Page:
GEORGE TOWN: Having over 150 shells hooked onto his body every Thaipusam is an act of filial piety for G. Kalidhas to his late father.
The company manager has been doing this for almost two decades. There were years where he also carried a kavadi.
Kalidhas, 40, also had mini paal kodam (milk pots) hooked on his back.
His sister Malini, 34, said the shells are kept to be reused next year.
“We find it unique to use shells instead of the mini paal kodam which most people would use.”
Kalidhas was among thousands of devotees who had their mini paal kodam hooked onto their torsos and back.
There were also some who got their mouths pierced with spears to fulfil their penance before making their way from Lorong Kulit to the Arulmigu Balathandayuthapani Hilltop Temple in Waterfall Road yesterday.
Another devotee, R. Mahendran, 31, said he always wanted to carry the kavadi and finally found the strength to do it this year.
“I have so many things to feel blessed about from last year as I got married and managed to land a new teaching job.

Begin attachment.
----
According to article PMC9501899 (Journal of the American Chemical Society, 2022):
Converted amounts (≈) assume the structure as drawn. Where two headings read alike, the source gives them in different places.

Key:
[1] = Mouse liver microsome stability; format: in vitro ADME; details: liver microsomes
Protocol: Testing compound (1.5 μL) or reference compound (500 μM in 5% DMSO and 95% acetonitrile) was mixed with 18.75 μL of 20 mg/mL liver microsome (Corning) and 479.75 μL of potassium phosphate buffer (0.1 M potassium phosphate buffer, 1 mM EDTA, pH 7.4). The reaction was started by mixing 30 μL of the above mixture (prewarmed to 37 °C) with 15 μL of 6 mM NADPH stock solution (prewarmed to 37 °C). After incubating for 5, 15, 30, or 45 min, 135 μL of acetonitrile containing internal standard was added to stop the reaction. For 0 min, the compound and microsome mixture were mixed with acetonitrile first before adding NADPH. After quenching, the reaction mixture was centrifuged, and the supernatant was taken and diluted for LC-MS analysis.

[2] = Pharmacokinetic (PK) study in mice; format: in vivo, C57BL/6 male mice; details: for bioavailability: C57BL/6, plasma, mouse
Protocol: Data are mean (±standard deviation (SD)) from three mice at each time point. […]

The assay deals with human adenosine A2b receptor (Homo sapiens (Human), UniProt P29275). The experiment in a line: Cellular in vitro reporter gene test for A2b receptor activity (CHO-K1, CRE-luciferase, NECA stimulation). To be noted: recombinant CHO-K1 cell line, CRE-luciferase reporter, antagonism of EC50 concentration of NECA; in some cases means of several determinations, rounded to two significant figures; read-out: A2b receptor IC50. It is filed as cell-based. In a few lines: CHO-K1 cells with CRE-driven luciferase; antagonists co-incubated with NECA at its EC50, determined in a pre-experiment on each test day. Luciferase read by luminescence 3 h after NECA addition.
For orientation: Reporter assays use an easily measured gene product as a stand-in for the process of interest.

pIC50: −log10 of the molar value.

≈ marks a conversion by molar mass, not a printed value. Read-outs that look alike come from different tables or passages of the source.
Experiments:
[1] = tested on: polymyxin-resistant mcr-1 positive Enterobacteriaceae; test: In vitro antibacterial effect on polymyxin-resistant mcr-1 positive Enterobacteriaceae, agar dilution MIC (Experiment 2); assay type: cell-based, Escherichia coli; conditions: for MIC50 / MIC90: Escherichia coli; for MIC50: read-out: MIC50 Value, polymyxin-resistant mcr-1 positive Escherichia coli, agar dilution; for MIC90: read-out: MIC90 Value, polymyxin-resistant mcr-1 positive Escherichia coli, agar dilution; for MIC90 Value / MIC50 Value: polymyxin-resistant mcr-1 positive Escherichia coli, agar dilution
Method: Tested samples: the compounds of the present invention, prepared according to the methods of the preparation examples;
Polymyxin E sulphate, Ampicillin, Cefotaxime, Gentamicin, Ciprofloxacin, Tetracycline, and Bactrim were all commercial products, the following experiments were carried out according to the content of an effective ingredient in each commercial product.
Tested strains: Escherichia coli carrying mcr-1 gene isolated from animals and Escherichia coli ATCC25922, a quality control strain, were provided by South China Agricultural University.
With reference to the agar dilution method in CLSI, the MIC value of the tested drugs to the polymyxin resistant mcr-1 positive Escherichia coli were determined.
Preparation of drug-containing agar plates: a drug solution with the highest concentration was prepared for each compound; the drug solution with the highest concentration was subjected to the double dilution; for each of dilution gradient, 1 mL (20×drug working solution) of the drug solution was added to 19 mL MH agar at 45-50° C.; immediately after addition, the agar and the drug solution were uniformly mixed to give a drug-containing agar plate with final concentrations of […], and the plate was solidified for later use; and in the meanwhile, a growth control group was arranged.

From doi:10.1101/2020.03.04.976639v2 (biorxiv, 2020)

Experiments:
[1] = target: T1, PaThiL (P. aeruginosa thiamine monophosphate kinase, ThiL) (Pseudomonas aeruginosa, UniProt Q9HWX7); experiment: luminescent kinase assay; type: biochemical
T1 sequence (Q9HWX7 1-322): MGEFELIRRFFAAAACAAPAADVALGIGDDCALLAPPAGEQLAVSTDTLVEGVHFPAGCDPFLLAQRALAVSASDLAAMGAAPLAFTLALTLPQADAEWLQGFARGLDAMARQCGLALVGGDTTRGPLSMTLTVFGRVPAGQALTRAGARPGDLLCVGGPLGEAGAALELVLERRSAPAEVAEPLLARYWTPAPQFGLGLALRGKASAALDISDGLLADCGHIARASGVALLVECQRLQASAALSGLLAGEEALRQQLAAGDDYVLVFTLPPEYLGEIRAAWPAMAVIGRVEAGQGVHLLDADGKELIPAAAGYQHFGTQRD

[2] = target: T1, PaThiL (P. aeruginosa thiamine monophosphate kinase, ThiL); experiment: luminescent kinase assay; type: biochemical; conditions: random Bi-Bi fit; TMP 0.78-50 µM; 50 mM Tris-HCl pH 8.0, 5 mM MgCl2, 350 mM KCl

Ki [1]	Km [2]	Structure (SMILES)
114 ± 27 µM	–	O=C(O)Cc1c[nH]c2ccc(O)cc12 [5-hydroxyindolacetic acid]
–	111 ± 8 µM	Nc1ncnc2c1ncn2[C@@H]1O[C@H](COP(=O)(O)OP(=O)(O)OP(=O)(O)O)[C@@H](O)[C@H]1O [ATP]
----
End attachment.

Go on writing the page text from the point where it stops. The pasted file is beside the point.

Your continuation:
“It is all a blessing for me,” he said, adding that he had to observe a strict vegetarian diet and abstain from alcohol for a month.
Carrying the kavadi is to fulfil one’s vows to Lord Muruga or atone for one’s sins.
The devotees would go into a trance-like state during the body-piercing feats and felt no pain.
On Sunday, the silver and golden chariots began their procession to the Arulmigu Balathandayuthapani Hilltop Temple.
The chariots will make their way to the respective temples this afternoon.
The celebration continued yesterday as the thaneer panthal (refreshment stalls) along Jalan Utama served free vegetarian food and drinks to devotees and the public.